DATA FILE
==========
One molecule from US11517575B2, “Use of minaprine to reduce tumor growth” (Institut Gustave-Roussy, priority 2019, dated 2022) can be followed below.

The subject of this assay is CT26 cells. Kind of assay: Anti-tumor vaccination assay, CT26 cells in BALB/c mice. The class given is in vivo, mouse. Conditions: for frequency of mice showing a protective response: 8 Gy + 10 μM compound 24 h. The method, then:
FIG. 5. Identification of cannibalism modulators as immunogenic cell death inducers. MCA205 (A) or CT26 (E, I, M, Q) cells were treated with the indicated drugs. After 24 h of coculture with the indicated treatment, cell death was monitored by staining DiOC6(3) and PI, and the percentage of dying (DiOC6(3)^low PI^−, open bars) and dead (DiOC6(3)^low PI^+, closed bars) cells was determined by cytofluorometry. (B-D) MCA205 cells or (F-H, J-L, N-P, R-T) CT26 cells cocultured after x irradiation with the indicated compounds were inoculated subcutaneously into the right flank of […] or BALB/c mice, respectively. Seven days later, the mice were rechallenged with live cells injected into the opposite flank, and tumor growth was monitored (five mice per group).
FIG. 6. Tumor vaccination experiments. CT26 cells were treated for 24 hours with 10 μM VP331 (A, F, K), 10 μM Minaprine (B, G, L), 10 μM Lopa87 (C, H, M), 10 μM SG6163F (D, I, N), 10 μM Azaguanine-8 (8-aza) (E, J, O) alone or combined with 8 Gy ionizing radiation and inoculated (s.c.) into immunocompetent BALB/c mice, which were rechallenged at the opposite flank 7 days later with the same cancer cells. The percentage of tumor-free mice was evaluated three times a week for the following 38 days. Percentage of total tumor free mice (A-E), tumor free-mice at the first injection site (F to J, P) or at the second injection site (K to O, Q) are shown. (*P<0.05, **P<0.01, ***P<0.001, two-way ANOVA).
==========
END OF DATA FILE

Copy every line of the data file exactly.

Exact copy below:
One molecule from US11517575B2, “Use of minaprine to reduce tumor growth” (Institut Gustave-Roussy, priority 2019, dated 2022) can be followed below.

The subject of this assay is CT26 cells. Kind of assay: Anti-tumor vaccination assay, CT26 cells in BALB/c mice. The class given is in vivo, mouse. Conditions: for frequency of mice showing a protective response: 8 Gy + 10 μM compound 24 h. The method, then:
FIG. 5. Identification of cannibalism modulators as immunogenic cell death inducers. MCA205 (A) or CT26 (E, I, M, Q) cells were treated with the indicated drugs. After 24 h of coculture with the indicated treatment, cell death was monitored by staining DiOC6(3) and PI, and the percentage of dying (DiOC6(3)^low PI^−, open bars) and dead (DiOC6(3)^low PI^+, closed bars) cells was determined by cytofluorometry. (B-D) MCA205 cells or (F-H, J-L, N-P, R-T) CT26 cells cocultured after x irradiation with the indicated compounds were inoculated subcutaneously into the right flank of […] or BALB/c mice, respectively. Seven days later, the mice were rechallenged with live cells injected into the opposite flank, and tumor growth was monitored (five mice per group).
FIG. 6. Tumor vaccination experiments. CT26 cells were treated for 24 hours with 10 μM VP331 (A, F, K), 10 μM Minaprine (B, G, L), 10 μM Lopa87 (C, H, M), 10 μM SG6163F (D, I, N), 10 μM Azaguanine-8 (8-aza) (E, J, O) alone or combined with 8 Gy ionizing radiation and inoculated (s.c.) into immunocompetent BALB/c mice, which were rechallenged at the opposite flank 7 days later with the same cancer cells. The percentage of tumor-free mice was evaluated three times a week for the following 38 days. Percentage of total tumor free mice (A-E), tumor free-mice at the first injection site (F to J, P) or at the second injection site (K to O, Q) are shown. (*P<0.05, **P<0.01, ***P<0.001, two-way ANOVA).